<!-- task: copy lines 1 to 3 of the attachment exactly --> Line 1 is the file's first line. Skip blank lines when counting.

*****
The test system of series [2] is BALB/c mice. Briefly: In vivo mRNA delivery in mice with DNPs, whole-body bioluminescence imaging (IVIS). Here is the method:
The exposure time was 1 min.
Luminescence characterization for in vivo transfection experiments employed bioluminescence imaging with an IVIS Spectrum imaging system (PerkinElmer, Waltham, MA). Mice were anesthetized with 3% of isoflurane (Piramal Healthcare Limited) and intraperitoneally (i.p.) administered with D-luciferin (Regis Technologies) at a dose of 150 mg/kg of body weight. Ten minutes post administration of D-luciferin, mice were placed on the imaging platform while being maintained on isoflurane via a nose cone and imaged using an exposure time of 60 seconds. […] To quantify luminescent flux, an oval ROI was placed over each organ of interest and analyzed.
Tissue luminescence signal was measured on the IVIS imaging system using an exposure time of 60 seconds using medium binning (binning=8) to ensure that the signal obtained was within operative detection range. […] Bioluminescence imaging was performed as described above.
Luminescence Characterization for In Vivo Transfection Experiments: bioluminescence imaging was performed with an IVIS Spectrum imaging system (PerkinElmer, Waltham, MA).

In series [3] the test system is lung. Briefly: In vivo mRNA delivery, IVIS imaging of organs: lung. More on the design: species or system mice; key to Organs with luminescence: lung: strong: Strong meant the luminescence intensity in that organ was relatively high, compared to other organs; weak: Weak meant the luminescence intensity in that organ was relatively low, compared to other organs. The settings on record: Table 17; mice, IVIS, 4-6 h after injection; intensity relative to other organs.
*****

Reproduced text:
The test system of series [2] is BALB/c mice. Briefly: In vivo mRNA delivery in mice with DNPs, whole-body bioluminescence imaging (IVIS). Here is the method:
The exposure time was 1 min.
Luminescence characterization for in vivo transfection experiments employed bioluminescence imaging with an IVIS Spectrum imaging system (PerkinElmer, Waltham, MA). Mice were anesthetized with 3% of isoflurane (Piramal Healthcare Limited) and intraperitoneally (i.p.) administered with D-luciferin (Regis Technologies) at a dose of 150 mg/kg of body weight. Ten minutes post administration of D-luciferin, mice were placed on the imaging platform while being maintained on isoflurane via a nose cone and imaged using an exposure time of 60 seconds. […] To quantify luminescent flux, an oval ROI was placed over each organ of interest and analyzed.